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The 1984 issue of Clinical Toxicology of Commercial Products lists fluoride as more poisonous than lead and just slightly less poisonous than arsenic. It has been used as a pesticide for mice, rats and other small pests. A 10# infant could be killed by 1/100 of an ounce and a 100# adult could be killed by 1/10 of an ounce of fluoride. The Akron Regional Poison Center indicates that a 7 ounce tube of toothpaste contains 199 mg. of fluoride, more than enough to kill a 25# child. Even Procter & Gamble, the maker of Crest, acknowledges that this is true "theoretically, at least." There are documented deaths of infants and children caused by "normal dosage" of fluoride tablets or treatments.
In a number of small villages in Sicily, Turkey and India there is naturally occurring fluoride in the water ranging from 0.7 to 5.4 ppm. Here the villagers and their livestock are chronically ill, while neighboring villages with no fluoride have no such illnesses. Premature aging is the overall effect. Children have brown decaying teeth; young adults often have none. Young men are bent over and crippled with pain in their joints and hips. Their skin is wrinkled and they look 60 at age 30 to 40. There is premature hardening of the arteries, loss of appetite & sex drive by age 30. The rate of stillborn miscarriages by 4 months is extremely high.
Originally posted by argentus
Excellent info you've compiled here. All our water is captured rainwater, so we have much less of the fluoride issue.
we came to much the same conclusion two years ago, and since have brushed out teeth with baking soda. Two months ago, we went to our nation's capital, and finally found some fluoride-free toothpaste. Mon, that tastes MUCH better than the bitter saltiness of sodium bicarbonate.
I quit smoking last October, and that helped. My teeth were always kinda yellowish until we quit with the toothpaste. M'Bride and I had tried Crest whitestrips, and that helped somewhat, but seemed very short-term.
Really good thread. I think there's more to this fluoride issue that we know. It's been used in water for a very long time, and when I was a kid, I took it for granted that it was something there for our benefit. That was almost 40 years ago.
As with the new study mentioned above (1), a 2002 study by a research team in Sri Lanka, reported:
"caries prevalence and the mean caries experience were significantly higher in children with (dental fluorosis) than in those without" (7).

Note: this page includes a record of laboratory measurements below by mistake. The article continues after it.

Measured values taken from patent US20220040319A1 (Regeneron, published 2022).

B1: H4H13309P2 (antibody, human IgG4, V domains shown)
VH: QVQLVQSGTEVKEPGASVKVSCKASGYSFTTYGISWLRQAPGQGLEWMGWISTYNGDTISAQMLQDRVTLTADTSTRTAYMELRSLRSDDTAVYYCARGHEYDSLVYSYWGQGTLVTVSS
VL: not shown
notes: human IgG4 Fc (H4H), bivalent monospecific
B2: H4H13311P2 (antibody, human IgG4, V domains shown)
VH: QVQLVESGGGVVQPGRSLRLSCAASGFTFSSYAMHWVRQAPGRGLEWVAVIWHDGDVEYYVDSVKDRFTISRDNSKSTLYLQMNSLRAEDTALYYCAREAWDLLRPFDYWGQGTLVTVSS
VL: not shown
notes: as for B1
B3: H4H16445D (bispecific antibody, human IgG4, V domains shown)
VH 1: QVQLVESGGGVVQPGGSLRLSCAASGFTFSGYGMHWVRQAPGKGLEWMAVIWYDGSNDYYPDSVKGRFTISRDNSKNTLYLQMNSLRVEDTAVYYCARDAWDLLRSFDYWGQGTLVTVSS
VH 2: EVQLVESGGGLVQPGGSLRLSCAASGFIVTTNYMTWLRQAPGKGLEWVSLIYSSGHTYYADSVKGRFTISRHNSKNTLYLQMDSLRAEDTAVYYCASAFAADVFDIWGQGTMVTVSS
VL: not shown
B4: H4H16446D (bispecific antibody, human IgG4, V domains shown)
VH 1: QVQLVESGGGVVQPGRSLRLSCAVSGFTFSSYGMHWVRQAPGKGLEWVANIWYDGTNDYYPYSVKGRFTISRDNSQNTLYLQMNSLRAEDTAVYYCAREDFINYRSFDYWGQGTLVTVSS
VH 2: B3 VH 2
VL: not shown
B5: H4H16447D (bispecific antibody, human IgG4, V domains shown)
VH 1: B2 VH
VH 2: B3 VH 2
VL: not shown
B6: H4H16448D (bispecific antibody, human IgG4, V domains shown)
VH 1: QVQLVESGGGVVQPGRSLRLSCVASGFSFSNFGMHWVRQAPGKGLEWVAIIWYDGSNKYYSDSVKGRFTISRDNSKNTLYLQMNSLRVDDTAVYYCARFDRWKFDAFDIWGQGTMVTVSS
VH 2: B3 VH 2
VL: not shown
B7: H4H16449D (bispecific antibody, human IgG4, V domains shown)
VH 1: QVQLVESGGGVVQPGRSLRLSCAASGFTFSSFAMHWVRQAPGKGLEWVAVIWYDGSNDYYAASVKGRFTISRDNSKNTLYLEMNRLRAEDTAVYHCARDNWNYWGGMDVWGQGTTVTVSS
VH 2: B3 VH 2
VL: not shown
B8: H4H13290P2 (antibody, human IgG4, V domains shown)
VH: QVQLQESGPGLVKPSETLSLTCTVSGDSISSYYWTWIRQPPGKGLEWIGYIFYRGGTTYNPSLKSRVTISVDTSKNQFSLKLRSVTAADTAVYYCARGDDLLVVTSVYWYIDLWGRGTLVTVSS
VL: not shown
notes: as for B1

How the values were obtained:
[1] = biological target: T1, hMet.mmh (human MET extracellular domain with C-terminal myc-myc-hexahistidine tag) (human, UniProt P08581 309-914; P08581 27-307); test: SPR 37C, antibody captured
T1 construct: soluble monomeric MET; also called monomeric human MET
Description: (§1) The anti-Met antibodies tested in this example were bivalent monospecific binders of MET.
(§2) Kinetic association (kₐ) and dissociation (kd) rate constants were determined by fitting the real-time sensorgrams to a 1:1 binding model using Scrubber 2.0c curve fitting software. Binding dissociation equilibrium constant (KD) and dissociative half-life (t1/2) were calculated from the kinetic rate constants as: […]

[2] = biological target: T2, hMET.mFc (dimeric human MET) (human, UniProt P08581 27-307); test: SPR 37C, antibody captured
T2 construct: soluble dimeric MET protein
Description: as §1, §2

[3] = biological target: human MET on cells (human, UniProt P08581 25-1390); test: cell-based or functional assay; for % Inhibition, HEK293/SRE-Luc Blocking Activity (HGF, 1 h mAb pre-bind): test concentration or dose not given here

Similarly, a 1997 study from a team in Sudan reported:
"analyses based on children in the 2.5 ppm area alone, showed significantly higher DMFT (Decayed, Missing, and Filled Teeth) by increased severity of dental fluorosis" (8).
Earlier, a team from Israel ˆ in two separate papers looking at two separate age groups (9, 10) - reported:
"A statistically significant positive association was found between caries prevalence and fluorosis; the more caries experienced, the more severe the fluorosis level" (10).
Earlier yet, Dr. Arvid Carlsson (a recent winner of the Nobel Prize in Medicine) reported on findings from Sweden which showed:
" more severe degrees of enamel fluorosis are associated with an abnormally high incidence of caries... There is thus no doubt that a high degree of enamel fluorosis causes an increased tendency to caries" (14).
In addition to these findings, a series of recent papers have also reported that tooth decay rates may actually increase as the fluoride level in the water increases (15-18). For example:
In 2002, a research team in Tanzania reported:
" subjects in the high-F (fluoride) and urban Arusha municipality were at a significantly higher risk of dental caries than children in the low-F (fluoride) areas" (15).
In 2001, a research team in South Africa reported:
"Significantly (P < 0.01) more children had decayed teeth in the high F (fluoride) area than in the other two areas. The results suggest a positive association between high F levels in the drinking water and dental caries" (16).
And perhaps most comprehensively, a research team in India (summarizing 30 years of observation) reported:
"Our findings indicate that dental caries was caused by high fluoride and low dietary calcium intakes, separately and through their interactions. Dental caries was most severe and complex in calcium-deficient children exposed to high intakes of endemic fluoride in drinking water" (17).
The fluoride added to water supplies is an industrial waste byproduct: While fluoride toothpaste is pharmaceutical grade (Sodium Fluoride) & applied directly to teeth, the kind used in water supplies is industrial grade fluoride called Hydrofluosilicic Acid which contains harmful contaminants such as arsenic, barium, cadmium, lead and mercury. It is a byproduct from the phosphate fertilizer industry. Water fluoridation is a cheap way for industry to get rid of their waste and consumers pay the price.
Originally posted by gYvMessanger
Ive given you a flag and a star, I'm going to try this, I hope it is true, I will report back.
Originally posted by argentus
p.s. I always have a couple of mini-jars of oil of clove in our emergency goods. I had a filling come out while getting my teeth cleaned a week ago. They said I'd need a crown, and I agree, but temporarily they filled it with some sort of amalgam, and they called it "medicated". yah. I said, "that smells and tastes like oil of clove". Kindly dentist said, "you're very astute...... that's exactly what it is." So, well......... great, but now I taste cinnamon all day long. ALL day long. I'd rather have tooth sensitivity.
Anyway, just wanted to mention oil of clove for emergency kits. Temporarily knocks out all manner of dental pain.